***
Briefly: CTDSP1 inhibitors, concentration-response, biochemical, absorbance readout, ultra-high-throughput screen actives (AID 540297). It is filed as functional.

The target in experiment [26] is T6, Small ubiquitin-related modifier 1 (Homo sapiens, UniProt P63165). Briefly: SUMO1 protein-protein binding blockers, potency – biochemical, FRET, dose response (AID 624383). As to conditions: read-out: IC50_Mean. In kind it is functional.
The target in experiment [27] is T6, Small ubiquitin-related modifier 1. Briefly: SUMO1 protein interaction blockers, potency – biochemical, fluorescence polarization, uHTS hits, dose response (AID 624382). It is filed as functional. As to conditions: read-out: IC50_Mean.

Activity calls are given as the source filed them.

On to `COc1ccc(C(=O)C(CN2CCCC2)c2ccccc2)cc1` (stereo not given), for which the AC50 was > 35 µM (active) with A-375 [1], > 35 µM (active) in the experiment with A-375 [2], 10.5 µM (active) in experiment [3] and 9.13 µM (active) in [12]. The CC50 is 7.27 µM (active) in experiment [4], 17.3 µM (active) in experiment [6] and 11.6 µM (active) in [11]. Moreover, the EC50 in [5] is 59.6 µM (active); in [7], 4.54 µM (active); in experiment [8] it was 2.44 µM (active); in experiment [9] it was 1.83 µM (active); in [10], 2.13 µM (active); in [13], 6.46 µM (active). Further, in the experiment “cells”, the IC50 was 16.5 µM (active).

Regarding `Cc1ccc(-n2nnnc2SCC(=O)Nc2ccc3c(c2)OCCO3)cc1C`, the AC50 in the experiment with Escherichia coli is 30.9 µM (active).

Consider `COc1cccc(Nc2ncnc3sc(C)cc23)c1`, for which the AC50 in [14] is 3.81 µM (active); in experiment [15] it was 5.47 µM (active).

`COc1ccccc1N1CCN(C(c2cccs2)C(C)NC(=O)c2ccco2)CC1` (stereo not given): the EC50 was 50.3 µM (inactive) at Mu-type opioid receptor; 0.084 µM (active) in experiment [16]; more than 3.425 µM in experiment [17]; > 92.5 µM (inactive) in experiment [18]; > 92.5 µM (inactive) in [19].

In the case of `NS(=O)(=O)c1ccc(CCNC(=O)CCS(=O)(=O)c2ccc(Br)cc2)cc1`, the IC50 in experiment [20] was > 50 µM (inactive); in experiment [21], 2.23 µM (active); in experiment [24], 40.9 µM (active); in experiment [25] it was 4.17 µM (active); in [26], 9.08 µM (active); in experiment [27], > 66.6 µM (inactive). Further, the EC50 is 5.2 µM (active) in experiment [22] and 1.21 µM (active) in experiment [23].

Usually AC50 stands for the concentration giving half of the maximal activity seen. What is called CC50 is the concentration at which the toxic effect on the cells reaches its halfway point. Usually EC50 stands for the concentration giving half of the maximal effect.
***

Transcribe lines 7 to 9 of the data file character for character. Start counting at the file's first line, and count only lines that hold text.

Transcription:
Consider `COc1cccc(Nc2ncnc3sc(C)cc23)c1`, for which the AC50 in [14] is 3.81 µM (active); in experiment [15] it was 5.47 µM (active).

`COc1ccccc1N1CCN(C(c2cccs2)C(C)NC(=O)c2ccco2)CC1` (stereo not given): the EC50 was 50.3 µM (inactive) at Mu-type opioid receptor; 0.084 µM (active) in experiment [16]; more than 3.425 µM in experiment [17]; > 92.5 µM (inactive) in experiment [18]; > 92.5 µM (inactive) in [19].

In the case of `NS(=O)(=O)c1ccc(CCNC(=O)CCS(=O)(=O)c2ccc(Br)cc2)cc1`, the IC50 in experiment [20] was > 50 µM (inactive); in experiment [21], 2.23 µM (active); in experiment [24], 40.9 µM (active); in experiment [25] it was 4.17 µM (active); in [26], 9.08 µM (active); in experiment [27], > 66.6 µM (inactive). Further, the EC50 is 5.2 µM (active) in experiment [22] and 1.21 µM (active) in experiment [23].